Press Release: IHRC deplores continued abuses by occupation soldiers in Iraq
23 December 2004
IHRC deplores continued abuses by occupation soldiers in Iraq.
Islamic Human Rights Commission
IHRC deplores the continued human rights abuses being committed by occupation forces in Iraq. Yesterday it emerged that a US national guardsman confessed to killing a teenage Iraqi soldier after raping him in May 2004. Private Federico Daniel Merida was later sentenced to 25 years imprisonment by a court martial in September. IHRC condemns this heinous crime as an affront to humanity.
Fahad Ansari, a spokesman for IHRC, stated:
“This is sickening! If this is how the US troops treat their allies, we can only imagine the contempt with which they treat those they believe to be their enemies. In fact, we no longer need to imagine; the images of Abu Ghraib and other US detention centres continue to haunt us today.”
IHRC notes that this is not the first incident or indeed the act of a rogue element within the occupying American army. Similar incidents have been frequently occurring throughout Iraq for the past 17 months. Moreover, the American Civil Liberties Union (ACLU) this week revealed emails suggesting that “inhumane interrogation methods” used in Iraq and Guantanamo Bay were approved by President Bush.
IHRC also condemns the consistent pattern of abuse by US soldiers in Iraq and the lack of transparency in the investigation of such abuses as revealed by the ACLU. In one such case, a US soldier was simply discharged from the army for manslaughter rather than charged with murder for shooting an unarmed Iraqi prisoner in September 2003, despite the fact that an Army investigation found sufficient evidence to bring a murder charge. There was no explanation as to why a murder charge was not brought. Furthermore, in at least a dozen cases in which the Army investigated deaths of prisoners in US custody, the causes of death were determined to be natural.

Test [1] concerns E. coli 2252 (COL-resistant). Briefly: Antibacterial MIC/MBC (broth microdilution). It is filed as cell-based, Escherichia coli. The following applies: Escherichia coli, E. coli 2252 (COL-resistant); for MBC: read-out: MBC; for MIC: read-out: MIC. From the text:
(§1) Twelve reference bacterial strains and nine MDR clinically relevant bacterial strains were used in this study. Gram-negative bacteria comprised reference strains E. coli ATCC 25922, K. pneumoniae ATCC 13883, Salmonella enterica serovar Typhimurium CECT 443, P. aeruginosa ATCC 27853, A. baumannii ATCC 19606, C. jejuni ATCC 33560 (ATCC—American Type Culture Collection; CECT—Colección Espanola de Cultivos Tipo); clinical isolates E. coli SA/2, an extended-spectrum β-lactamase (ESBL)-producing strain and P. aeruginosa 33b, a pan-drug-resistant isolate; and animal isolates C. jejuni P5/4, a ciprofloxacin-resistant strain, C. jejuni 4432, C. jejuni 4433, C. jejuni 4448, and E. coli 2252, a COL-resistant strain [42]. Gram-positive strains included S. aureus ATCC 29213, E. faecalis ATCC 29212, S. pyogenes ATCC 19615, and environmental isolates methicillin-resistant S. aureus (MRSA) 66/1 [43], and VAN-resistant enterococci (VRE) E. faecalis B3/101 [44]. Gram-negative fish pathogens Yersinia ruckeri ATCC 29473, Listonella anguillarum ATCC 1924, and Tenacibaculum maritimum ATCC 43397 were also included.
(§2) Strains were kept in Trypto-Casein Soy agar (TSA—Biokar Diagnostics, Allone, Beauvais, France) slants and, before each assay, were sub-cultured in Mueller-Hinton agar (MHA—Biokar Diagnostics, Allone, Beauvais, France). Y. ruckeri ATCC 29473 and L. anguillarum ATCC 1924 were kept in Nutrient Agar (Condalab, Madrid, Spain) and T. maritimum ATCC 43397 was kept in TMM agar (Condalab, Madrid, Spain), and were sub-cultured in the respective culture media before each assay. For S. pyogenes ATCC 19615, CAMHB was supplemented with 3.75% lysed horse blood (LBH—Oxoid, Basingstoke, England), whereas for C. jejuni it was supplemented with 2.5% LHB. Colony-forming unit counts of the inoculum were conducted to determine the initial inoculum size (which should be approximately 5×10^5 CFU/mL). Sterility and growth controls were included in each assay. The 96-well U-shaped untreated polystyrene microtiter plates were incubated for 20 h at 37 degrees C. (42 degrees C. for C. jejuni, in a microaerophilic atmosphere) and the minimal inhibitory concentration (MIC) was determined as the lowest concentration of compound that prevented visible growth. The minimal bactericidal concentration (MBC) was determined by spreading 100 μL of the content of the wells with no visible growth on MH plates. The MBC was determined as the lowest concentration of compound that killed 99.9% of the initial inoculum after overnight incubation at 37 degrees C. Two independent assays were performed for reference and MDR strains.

IHRC is deeply concerned at the regularity with which the US soldiers are breaching international law with regards to the execution of unarmed civilians and wounded soldiers. Just last week, a US army officer, Captain Rogelio Maynulet, was arraigned on charges of dereliction of duty for assault with intent to commit murder after executing a wounded Iraqi in May 2004. Earlier this month, Staff Sergeant Johnny Horne Jr. was sentenced to three years imprisonment for killing a severely wounded Iraqi teenager. In November 2004, the world witnessed the execution of the unarmed wounded sheikh of a mosque in Fallujah by US troops.
IHRC realises that this practice is not new but one which has been regularly occurring throughout the occupation of Iraq. In September and December 2003, footage was broadcast around the world of two separate incidents in which wounded Iraqis were ruthlessly executed by US troops who subsequently celebrated and cheered. One of those involved subsequently gave an interview to CNN, aired on 26 October 2003, in which he expressed his remorse: “I mean, afterwards you’re like, Hell yeah, that was awesome, let’s do it again.”
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Islamic Human Rights Commission
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